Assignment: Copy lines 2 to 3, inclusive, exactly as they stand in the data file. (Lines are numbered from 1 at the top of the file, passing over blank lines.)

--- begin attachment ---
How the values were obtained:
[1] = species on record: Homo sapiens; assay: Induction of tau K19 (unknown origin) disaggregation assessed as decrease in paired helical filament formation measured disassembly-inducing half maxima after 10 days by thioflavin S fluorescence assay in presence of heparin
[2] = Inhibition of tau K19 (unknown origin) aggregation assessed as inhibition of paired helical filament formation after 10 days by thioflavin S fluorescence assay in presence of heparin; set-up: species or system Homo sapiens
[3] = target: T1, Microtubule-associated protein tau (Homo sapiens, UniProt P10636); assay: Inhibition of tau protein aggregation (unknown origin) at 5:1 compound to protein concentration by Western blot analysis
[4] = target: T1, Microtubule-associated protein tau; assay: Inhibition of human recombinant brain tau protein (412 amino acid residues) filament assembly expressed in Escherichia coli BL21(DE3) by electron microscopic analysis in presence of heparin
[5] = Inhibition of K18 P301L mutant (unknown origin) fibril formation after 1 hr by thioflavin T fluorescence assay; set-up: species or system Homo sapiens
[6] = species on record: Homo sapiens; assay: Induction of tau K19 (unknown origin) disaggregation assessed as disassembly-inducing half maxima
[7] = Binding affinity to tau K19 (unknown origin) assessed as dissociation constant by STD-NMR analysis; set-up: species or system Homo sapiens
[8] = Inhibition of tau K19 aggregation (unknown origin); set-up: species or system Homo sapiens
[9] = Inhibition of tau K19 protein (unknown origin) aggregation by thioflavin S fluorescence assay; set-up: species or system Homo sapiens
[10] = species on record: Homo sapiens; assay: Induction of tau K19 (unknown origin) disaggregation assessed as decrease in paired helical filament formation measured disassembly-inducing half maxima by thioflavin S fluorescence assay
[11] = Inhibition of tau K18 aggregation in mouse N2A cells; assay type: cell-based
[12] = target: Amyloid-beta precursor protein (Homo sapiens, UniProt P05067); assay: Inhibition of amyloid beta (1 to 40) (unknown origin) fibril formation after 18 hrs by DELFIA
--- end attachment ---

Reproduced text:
[1] = species on record: Homo sapiens; assay: Induction of tau K19 (unknown origin) disaggregation assessed as decrease in paired helical filament formation measured disassembly-inducing half maxima after 10 days by thioflavin S fluorescence assay in presence of heparin
[2] = Inhibition of tau K19 (unknown origin) aggregation assessed as inhibition of paired helical filament formation after 10 days by thioflavin S fluorescence assay in presence of heparin; set-up: species or system Homo sapiens